“I’m cautious,” says Romania’s ambassador to Norway, Daniel Ionita, before agreeing to share his thoughts on the presence of thousands of beggars in Norwegian cities and towns. Many are from his country, and they’ve created one of the most troublesome issues now facing Norwegian officials at both the state and local levels.
Ionita readily admits he’s in an awkward situation, eager to help but bound by diplomatic restraint. He’s acutely aware that he can’t and won’t meddle in the affairs of local officials in the host country where’s he’s posted. “It’s not up to me, a humble Romanian diplomat, to tell the Norwegian authorities what to do,” he told newsinenglish.no during a lengthy interview at the Romanian Embassy in Oslo last week. “Only they can decide what are the best measures for this social issue that’s become such a big political issue.”
Ionita stresses the “social” aspect of the migrant poor, most of them Roma folk from eastern Europe and not all from Romania. “They are coming to Norway and searching for the good life,” he said. “But this is neither just a Norwegian problem nor a Romanian problem, it is a European problem. It involves 10 million to 12 million people, and it is a problem of social exclusion.”
The ambassador, who grew up in Bucharest “with many Roma children” when Romania was still firmly behind the Iron Curtain, is painfully aware that many of his fellow citizens are creating enormous challenges for his Norwegian hosts, as they beg on street corners, camp illegally around town and often leave serious littering and sanitation problems in their wake. He sees the anguish on both sides, as fellow citizens sleep under highway overpasses in appalling conditions and city politicians argue over whether to offer them more civilized accommodation.
Local quarreling continues
So far, the Conservative-led city government in Oslo (where the vast majority of migrant poor in Norway are found) has refused to provide portable toilets, food or shelter. They argue that everyone coming to Oslo must be able to provide for themselves, and that, as city government leader Stian Berger Røsland has said, “it’s not undignified” to make such demands. It wouldn’t be fair, they argue, to provide special accommodation to the Roma and not to everyone else. If people who have chosen to travel to Norway can’t take care of themselves, then they must go home, according to Røsland.
The Oslo city government also has argued that provision of even basic accommodation could encourage more migrant poor to come to Oslo, or to other cities in Norway. City officials have not agreed on how to restrict begging, within the bounds of state law, but they have banned sleeping outdoors on public property, clearing the way for police to legally rout the migrants out of city parks and other places where they’ve settled down for the night.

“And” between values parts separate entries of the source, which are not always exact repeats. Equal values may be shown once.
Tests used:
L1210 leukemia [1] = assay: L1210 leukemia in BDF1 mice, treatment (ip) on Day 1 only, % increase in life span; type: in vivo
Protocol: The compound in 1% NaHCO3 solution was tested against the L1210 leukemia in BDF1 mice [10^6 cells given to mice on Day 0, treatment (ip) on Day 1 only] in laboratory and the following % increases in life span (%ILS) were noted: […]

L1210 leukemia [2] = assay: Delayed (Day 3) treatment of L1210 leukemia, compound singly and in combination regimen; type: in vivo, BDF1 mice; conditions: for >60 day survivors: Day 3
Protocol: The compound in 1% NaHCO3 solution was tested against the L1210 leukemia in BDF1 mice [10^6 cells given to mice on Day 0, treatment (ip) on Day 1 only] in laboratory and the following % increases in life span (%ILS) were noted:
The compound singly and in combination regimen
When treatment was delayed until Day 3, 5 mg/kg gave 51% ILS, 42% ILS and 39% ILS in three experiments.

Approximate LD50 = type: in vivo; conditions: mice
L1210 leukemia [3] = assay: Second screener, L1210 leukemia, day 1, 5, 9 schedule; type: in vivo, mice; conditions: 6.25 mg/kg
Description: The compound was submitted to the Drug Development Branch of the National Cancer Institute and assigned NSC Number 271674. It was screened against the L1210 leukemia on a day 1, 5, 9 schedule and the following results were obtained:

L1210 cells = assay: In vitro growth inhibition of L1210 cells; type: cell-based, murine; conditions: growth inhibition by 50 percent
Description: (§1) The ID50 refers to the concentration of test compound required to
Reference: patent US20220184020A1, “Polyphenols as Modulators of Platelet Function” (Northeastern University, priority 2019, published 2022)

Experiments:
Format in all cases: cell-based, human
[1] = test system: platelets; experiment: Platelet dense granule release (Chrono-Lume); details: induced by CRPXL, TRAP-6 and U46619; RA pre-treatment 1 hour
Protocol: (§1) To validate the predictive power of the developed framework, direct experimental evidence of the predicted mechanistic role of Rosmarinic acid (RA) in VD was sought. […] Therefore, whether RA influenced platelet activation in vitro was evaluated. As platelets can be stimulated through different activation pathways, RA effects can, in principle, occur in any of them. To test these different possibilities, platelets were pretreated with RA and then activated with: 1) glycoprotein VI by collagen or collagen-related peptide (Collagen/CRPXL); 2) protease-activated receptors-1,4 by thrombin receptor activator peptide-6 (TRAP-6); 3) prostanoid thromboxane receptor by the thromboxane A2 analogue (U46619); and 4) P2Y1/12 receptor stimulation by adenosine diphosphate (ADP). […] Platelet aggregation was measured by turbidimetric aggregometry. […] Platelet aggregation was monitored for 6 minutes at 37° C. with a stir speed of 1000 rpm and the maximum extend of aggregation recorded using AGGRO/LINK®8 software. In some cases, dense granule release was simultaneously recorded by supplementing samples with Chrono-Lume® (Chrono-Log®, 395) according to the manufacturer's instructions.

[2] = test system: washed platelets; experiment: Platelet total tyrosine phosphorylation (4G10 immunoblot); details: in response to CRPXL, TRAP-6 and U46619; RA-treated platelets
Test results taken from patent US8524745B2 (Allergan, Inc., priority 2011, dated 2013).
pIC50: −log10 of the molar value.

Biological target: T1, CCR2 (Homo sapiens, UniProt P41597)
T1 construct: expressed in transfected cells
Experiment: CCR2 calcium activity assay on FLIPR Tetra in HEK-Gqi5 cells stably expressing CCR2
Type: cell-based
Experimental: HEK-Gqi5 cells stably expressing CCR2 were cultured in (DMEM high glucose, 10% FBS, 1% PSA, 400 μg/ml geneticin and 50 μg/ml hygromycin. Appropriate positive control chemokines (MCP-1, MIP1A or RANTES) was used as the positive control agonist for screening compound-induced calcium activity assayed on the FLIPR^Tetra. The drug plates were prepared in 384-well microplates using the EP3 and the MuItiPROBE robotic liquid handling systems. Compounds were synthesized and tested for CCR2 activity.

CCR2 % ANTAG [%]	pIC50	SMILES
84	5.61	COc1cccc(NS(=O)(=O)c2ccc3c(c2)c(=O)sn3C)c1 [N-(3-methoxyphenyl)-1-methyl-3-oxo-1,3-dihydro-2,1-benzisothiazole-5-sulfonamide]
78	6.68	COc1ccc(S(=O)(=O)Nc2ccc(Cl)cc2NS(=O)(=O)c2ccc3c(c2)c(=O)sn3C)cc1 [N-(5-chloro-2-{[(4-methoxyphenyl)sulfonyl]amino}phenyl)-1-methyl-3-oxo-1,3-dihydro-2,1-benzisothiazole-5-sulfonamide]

The situation took another, potentially dramatic turn Monday night when a group of Norwegian pastors decided to sleep outdoors in Oslo’s Sofienberg Park themselves, to protest the new ban. Police opted against routing them out, saying it “wasn’t a priority” because they’d received no complaints over the camping protest. The pastors seemed disappointed that they were denied a confrontation and publicity for their cause, and planned a meeting with Oslo politicians and Roma representatives on Tuesday.
Ionita is left to watch from the sidelines, and hear repeated accusations from both Norwegian politicians and advocates for the Roma that they are not getting the help they need in their home countries. Ingrid Schiöler, a Swedish aid worker who has tried to help Roma in Romania for years, told newspaperDagsavisen last week that Norwegian authorities shouldn’t think they can get rid of the begging problem by making life difficult for the beggars, “because it’s much worse where they’re coming from.” Schiöler said she’s “shocked” over the lack of aid being extended to the migrant poor in Norway, just as she’s long been shocked by the extreme poverty they endure in their homelands. She and others have suggested that despite the billions of kroner worth of aid sent by Norway and other governments to assist the Roma at home, it’s not getting through to those who need it.